Taking the path less traveled and finding success at the end of the trail is nothing new for former Towson wide receiver Shane Leatherbury, and he’s going to have to take a similar path to the NFL.
Leatherbury played for the Tigers from 2017-2019, racking up 149 catches for 1,848 yards and 21 touchdowns after initially walking onto Towson and playing at Division II Seton Hill in 2015. Now, after three highly productive seasons in suburban Baltimore, he’s trying to make the jump from the FCS to NFL.
And because of restrictions in place due to the COVID-19 pandemic, Leatherbury is attempting to make the jump without the help of a pro day.
“I understand a little struggle. If things don’t go my way, I’m not going to just give up and just fold my cards,” Leatherbury said on Glenn Clark Radio March 25. “I’m going to keep playing and keep going. That’s how I got to where I’m at, so I’m not just going to give up if one thing goes wrong.”
The 5-foot-10, 190-pound Leatherbury, who was a first-team All-CAA selection in 2018 and a second-team honoree in 2019, knows the path from Towson to the NFL has been taken before, most recently by Tye Smith and Jordan Dangerfield. Smith and Dangerfield are special teams contributors for the Tennessee Titans and Pittsburgh Steelers, respectively.
Smith was drafted by the Seattle Seahawks in the fifth round of the 2015 NFL Draft before latching on with the Titans. Smith, a cornerback, played in nine games last year, making 26 tackles and forcing two fumbles. Dangerfield, who originally signed as an undrafted free agent with the Buffalo Bills in 2013, bounced on and off the Steelers’ roster from 2014-2017 before settling into his role on special teams. He played in 16 games in 2018 and 2019.
And it’s not just the NFL. Former Towson running back Darius Victor, a first-team All-CAA performer in 2014, played for the XFL’s New York Guardians this year (55 carries, 238 yards). Victor signed with the New Orleans Saints as an undrafted free agent in 2017 and signed with the Arizona Cardinals in 2018, but he’s still looking to crack an NFL roster.
Leatherbury says the success of former Tigers is motivation for him.
“I’ve talked to Tye Smith. I went to a couple of Vito’s XFL games. Me and Tye went to his together. It’s good to see those guys succeed and hear what it takes to get there and stay there,” Leatherbury said. “They’ve had successful careers in the league. Vito’s still trying to get there, but I’m sure he’ll get there soon because he dominated the XFL. But just to hear those guys tell me it is possible, it’s good to have that and see that.”
Leatherbury says he’s prepared to do whatever it takes to reach his goal of playing in the NFL, even if he isn’t drafted or doesn’t hook on with any team as an undrafted free agent. (Dangerfield, as a matter of fact, played in the now-defunct Fall Experimental Football League.)
“Coming out of Towson, it’s a small school and a lot of the small-school guys have to take a different route, but if you love the game you’ve got to stay in it,” Leatherbury said. “You’ve got to just trust the process. What’s meant to be will be. You’ve just got to trust it and take you.”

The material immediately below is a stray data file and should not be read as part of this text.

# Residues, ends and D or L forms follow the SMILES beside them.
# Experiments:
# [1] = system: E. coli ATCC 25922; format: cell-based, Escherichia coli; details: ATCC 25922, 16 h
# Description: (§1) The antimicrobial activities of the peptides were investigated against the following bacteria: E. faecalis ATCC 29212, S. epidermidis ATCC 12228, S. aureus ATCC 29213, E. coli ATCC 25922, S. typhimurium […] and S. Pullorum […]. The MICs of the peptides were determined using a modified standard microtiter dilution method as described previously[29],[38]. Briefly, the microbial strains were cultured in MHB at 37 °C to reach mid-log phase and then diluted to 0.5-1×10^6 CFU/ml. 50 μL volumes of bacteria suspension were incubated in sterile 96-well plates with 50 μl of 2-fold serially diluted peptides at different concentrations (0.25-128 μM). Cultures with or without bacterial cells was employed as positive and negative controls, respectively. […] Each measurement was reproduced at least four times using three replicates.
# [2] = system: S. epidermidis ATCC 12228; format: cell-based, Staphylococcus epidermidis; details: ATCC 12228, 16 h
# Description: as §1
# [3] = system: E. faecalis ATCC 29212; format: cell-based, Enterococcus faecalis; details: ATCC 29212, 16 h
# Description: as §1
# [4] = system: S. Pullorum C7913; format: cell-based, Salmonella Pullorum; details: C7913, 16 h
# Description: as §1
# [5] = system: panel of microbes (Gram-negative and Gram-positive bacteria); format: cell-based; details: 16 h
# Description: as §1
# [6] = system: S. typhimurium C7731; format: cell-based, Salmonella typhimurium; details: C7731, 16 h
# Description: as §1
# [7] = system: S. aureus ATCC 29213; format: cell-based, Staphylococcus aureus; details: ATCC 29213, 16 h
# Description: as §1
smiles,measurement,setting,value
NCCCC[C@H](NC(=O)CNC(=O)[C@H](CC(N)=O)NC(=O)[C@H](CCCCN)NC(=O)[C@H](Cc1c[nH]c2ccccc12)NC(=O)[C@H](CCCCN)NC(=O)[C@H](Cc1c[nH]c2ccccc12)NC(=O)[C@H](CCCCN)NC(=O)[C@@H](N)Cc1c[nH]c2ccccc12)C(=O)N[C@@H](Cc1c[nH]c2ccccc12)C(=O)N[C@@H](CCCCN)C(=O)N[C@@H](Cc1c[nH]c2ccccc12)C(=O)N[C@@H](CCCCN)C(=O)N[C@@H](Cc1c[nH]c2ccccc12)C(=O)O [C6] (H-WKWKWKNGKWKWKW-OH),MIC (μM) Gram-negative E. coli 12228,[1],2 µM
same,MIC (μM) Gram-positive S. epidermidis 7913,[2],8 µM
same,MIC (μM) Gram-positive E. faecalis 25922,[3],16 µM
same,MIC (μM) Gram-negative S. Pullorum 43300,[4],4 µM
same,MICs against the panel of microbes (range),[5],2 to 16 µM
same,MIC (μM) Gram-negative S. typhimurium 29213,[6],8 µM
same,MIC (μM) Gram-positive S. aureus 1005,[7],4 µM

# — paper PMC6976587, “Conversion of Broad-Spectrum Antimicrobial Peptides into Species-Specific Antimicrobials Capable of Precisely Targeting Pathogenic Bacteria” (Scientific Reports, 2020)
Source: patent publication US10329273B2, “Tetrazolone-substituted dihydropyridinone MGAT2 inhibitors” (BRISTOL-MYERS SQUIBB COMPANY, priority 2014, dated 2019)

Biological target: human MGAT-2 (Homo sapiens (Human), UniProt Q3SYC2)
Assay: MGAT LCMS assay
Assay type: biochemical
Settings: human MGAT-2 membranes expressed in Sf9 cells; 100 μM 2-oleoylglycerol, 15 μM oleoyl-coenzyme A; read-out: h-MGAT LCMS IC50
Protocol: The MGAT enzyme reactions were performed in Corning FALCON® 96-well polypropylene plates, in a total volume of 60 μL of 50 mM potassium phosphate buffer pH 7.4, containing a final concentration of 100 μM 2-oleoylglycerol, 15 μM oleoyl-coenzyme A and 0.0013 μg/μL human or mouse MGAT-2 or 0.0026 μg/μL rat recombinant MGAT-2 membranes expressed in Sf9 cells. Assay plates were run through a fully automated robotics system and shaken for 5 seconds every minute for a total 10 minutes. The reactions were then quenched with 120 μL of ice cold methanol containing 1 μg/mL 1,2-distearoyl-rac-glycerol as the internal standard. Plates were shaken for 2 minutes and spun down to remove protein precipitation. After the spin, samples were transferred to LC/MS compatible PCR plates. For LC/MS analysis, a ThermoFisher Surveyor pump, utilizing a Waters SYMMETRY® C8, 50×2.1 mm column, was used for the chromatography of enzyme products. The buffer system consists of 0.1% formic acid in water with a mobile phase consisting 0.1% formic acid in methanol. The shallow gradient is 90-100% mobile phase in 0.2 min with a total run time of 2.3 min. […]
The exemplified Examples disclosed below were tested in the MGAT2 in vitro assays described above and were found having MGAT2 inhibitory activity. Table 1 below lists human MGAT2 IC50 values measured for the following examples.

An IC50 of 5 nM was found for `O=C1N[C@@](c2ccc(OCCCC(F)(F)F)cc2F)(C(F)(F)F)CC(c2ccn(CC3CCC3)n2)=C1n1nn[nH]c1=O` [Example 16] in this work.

Leatherbury touched on some other topics as well …
On what it’d be like to put on an NFL jersey:
“It would be such a surreal experience. It’s a dream come true since I started playing football at what, like 7 years old, maybe 5 in the backyard. It’s always been a dream. When you’re young you’re like, ‘I want to go to the NFL.’ Over the course of the years — I’ve had to go to community college, D-II, had to struggle — the dream kind of faded away but it came back at Towson. If I get the chance, I’m going to definitely make the most of it.”
On gaining confidence from Tom Flacco, his quarterback the past two years:
“Even when I first met him, I was like, ‘Man, I just hope one day I can get picked up by a team.’ He’s like, ‘Why would you just want to get picked up? Your goal should be to get drafted, and if you happen to fall that low, you happen to fall that low, but that shouldn’t be the goal.’ After that, I was like, ‘You’re right. Just having him around to help out the confidence and stuff and just to keep throwing with the quarterback you threw with in college, and shoot, he puts the ball on the money every time, so it doesn’t get much better than that.”
On putting together back-to-back winning seasons at Towson in 2018 and 2019:
“We’d like to accomplish more, but the journey of getting there was what I took in the most — coming closer with the guys. Every practice, we’d get better as a team. Shoot, even out of practice, we had little chill nights where we’d just chill with the guys and bringing that brotherhood feeling. Our receivers coach, [Justin Harper], preached brotherhood, brotherhood, brotherhood. If you look to your left and your right, you look and you see a brother. That’s going to make you work harder. Winning was definitely a plus. We wish we won more, but you learn from the losses just as much as you learn from the wins. It was definitely a great process and I’m glad that I could be a part of it.”
For more from Leatherbury, listen to the full interview here:
Photo Credit: ENP Photograhy